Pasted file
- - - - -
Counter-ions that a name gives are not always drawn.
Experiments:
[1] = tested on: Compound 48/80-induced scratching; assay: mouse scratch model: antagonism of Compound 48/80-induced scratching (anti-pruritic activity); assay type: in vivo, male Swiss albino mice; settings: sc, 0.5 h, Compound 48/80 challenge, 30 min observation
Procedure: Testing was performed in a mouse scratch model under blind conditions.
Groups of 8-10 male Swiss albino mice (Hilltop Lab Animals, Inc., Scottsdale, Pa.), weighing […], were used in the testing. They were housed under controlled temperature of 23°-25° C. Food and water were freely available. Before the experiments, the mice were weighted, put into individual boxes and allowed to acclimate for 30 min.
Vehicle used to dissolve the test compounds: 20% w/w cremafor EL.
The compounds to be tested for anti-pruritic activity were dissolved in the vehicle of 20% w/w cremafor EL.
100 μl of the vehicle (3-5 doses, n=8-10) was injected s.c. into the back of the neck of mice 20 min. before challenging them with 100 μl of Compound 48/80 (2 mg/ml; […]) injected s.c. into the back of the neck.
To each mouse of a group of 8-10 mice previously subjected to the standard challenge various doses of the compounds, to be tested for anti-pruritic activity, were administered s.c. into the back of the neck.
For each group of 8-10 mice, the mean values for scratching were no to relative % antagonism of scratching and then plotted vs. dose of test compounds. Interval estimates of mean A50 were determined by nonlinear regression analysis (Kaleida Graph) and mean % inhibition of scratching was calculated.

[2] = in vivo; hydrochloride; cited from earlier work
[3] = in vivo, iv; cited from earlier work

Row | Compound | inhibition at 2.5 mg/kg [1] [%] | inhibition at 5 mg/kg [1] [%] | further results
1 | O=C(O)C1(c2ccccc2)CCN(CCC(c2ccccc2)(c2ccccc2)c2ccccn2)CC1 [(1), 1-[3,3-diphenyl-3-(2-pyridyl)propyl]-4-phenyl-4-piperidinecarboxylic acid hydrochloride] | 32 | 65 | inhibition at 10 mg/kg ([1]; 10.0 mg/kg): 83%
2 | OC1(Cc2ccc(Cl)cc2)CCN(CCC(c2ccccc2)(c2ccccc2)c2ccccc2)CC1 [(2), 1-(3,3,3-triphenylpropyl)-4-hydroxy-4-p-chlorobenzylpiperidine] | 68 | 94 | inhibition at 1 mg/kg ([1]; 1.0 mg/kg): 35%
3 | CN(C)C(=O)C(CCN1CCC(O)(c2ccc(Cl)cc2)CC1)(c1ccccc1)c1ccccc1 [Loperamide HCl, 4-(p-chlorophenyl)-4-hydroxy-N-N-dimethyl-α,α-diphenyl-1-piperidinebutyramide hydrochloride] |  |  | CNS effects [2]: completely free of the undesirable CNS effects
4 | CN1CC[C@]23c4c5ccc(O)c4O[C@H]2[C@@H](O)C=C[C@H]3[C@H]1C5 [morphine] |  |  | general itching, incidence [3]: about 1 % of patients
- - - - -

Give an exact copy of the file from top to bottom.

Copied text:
Counter-ions that a name gives are not always drawn.
Experiments:
[1] = tested on: Compound 48/80-induced scratching; assay: mouse scratch model: antagonism of Compound 48/80-induced scratching (anti-pruritic activity); assay type: in vivo, male Swiss albino mice; settings: sc, 0.5 h, Compound 48/80 challenge, 30 min observation
Procedure: Testing was performed in a mouse scratch model under blind conditions.
Groups of 8-10 male Swiss albino mice (Hilltop Lab Animals, Inc., Scottsdale, Pa.), weighing […], were used in the testing. They were housed under controlled temperature of 23°-25° C. Food and water were freely available. Before the experiments, the mice were weighted, put into individual boxes and allowed to acclimate for 30 min.
Vehicle used to dissolve the test compounds: 20% w/w cremafor EL.
The compounds to be tested for anti-pruritic activity were dissolved in the vehicle of 20% w/w cremafor EL.
100 μl of the vehicle (3-5 doses, n=8-10) was injected s.c. into the back of the neck of mice 20 min. before challenging them with 100 μl of Compound 48/80 (2 mg/ml; […]) injected s.c. into the back of the neck.
To each mouse of a group of 8-10 mice previously subjected to the standard challenge various doses of the compounds, to be tested for anti-pruritic activity, were administered s.c. into the back of the neck.
For each group of 8-10 mice, the mean values for scratching were no to relative % antagonism of scratching and then plotted vs. dose of test compounds. Interval estimates of mean A50 were determined by nonlinear regression analysis (Kaleida Graph) and mean % inhibition of scratching was calculated.

[2] = in vivo; hydrochloride; cited from earlier work
[3] = in vivo, iv; cited from earlier work

Row | Compound | inhibition at 2.5 mg/kg [1] [%] | inhibition at 5 mg/kg [1] [%] | further results
1 | O=C(O)C1(c2ccccc2)CCN(CCC(c2ccccc2)(c2ccccc2)c2ccccn2)CC1 [(1), 1-[3,3-diphenyl-3-(2-pyridyl)propyl]-4-phenyl-4-piperidinecarboxylic acid hydrochloride] | 32 | 65 | inhibition at 10 mg/kg ([1]; 10.0 mg/kg): 83%
2 | OC1(Cc2ccc(Cl)cc2)CCN(CCC(c2ccccc2)(c2ccccc2)c2ccccc2)CC1 [(2), 1-(3,3,3-triphenylpropyl)-4-hydroxy-4-p-chlorobenzylpiperidine] | 68 | 94 | inhibition at 1 mg/kg ([1]; 1.0 mg/kg): 35%
3 | CN(C)C(=O)C(CCN1CCC(O)(c2ccc(Cl)cc2)CC1)(c1ccccc1)c1ccccc1 [Loperamide HCl, 4-(p-chlorophenyl)-4-hydroxy-N-N-dimethyl-α,α-diphenyl-1-piperidinebutyramide hydrochloride] |  |  | CNS effects [2]: completely free of the undesirable CNS effects
4 | CN1CC[C@]23c4c5ccc(O)c4O[C@H]2[C@@H](O)C=C[C@H]3[C@H]1C5 [morphine] |  |  | general itching, incidence [3]: about 1 % of patients